Nikolaus Pevsner: The life
Behind an icon of art history
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Anglophile in an English garden
By Susie Harries
Chatto & Windus, £30
On the dust-jacket of this book, a very elderly head of Nikolaus Pevsner sits aloft two towers of the Buildings of England; they are his own memorial, the vast undertaking that had occupied so many arduous years of his life. Within the book itself, Susie Harries has written a lucid, comprehensive, riveting account both of Pevsner's personal life and that of his ultimately triumphant place in the history of art.
In fact, we meet any number of Pevsners. Pevsner the self-doubting, self-lacerating adolescent, uneasy in his gangly body, unhappy about his Russian-Jewish background and longing to belong to the Germany that was later to cast him out; declaring himself to be an antisemite yet admitting that he fears antisemitism; finally converting to Protestantism; and never in later years (such is human self-delusion) willing to count himself as a genuine refugee. This was a man who had a Yiddisher Grandmamme and a father who never attained German nationality.
Perhaps it is wrong to peer over a young man's shoulder when he is making silly confessions to his diary. And yet, because he was a keen diarist and letter-writer, we do gain insights into his private life. There is the ardent wooing of his future wife, "Lola", when he was 15 and she 14. Later, this would be a lifelong union, not without its stormy side.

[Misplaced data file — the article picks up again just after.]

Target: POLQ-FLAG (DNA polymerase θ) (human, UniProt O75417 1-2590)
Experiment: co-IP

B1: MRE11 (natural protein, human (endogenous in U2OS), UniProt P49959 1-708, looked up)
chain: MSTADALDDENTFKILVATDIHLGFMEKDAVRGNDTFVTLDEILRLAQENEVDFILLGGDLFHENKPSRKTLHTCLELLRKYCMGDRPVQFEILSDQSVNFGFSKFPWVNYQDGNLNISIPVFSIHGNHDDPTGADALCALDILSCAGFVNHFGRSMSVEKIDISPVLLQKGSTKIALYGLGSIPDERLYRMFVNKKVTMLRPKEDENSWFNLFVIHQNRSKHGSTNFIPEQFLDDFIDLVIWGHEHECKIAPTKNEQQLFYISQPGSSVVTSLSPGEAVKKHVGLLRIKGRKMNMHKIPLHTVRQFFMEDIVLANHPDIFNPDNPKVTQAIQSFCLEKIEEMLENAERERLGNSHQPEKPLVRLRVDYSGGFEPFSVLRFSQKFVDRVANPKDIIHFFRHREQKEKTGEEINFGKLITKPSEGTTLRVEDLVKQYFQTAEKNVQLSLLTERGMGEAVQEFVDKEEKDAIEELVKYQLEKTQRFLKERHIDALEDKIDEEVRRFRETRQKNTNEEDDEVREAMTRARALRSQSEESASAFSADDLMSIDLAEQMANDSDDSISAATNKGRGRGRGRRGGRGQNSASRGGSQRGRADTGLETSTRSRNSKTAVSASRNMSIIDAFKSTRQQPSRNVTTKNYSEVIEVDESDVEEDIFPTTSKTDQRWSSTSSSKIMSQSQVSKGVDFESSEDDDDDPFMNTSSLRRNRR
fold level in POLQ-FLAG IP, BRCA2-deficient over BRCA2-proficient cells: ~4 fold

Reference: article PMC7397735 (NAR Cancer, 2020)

Lola was half-Jewish but considered herself thoroughly Prussian and thought it only proper to look down on him. And it was not until the safe post-war England that Pevsner acquainted his children with their Jewish heritage.
More serious, more inexcusable, was Pevsner's attempt to ingratiate himself with the Nazis, to curry favour with them by pointing out how much his outlook on the history of art tallied with theirs.
Years later, Pevsner wrote an obituary of the art historian, Wilhelm Pinder, speaking of "a man who came to see the truth about the Nazis too late, a victim rather than truly a perpetrator". Was he perhaps writing an absolution for himself?
By the end of the war, Pevsner was himself well-established as an art-historian - and in the country of which he had grown genuinely fond: "O soothing, civilised, good-natured England."
Moreover, during the war, he had done rubble-clearing and fire-watching, having been promoted, in his own words, to the roof of Birkbeck College.
Harries points out how much Pevsner wanted to belong. His "Englishness" did not convince everyone; to John Betjeman, he was Herr Doktor Professor. Professionally, he was rather unfairly blamed for every ugly flat-roofed modern building. In the 1950s, Peter Clarke wrote satirical verses about this very German professor - with at least one line having an antisemitic tinge.
Pevsner was perhaps happiest among his students. He was, as I can testify, an inspiring, kind, most approachable teacher. And Susie Harries has written an affectionate, charitable Life.
Pevsner was "A bringer of riches". And, when he was young, he had had ambitions to be an artist. "An artist without talent"- he had feared. "Art History, then? I don't think I have the qualities I might need - and again, no real enthusiasm." He was to change his mind!
Gerda Mayer's books include 'Bernini's Cat' and 'Prague Winter'. She studied under Pevsner between 1960 and 1963 and later worked as his research assistant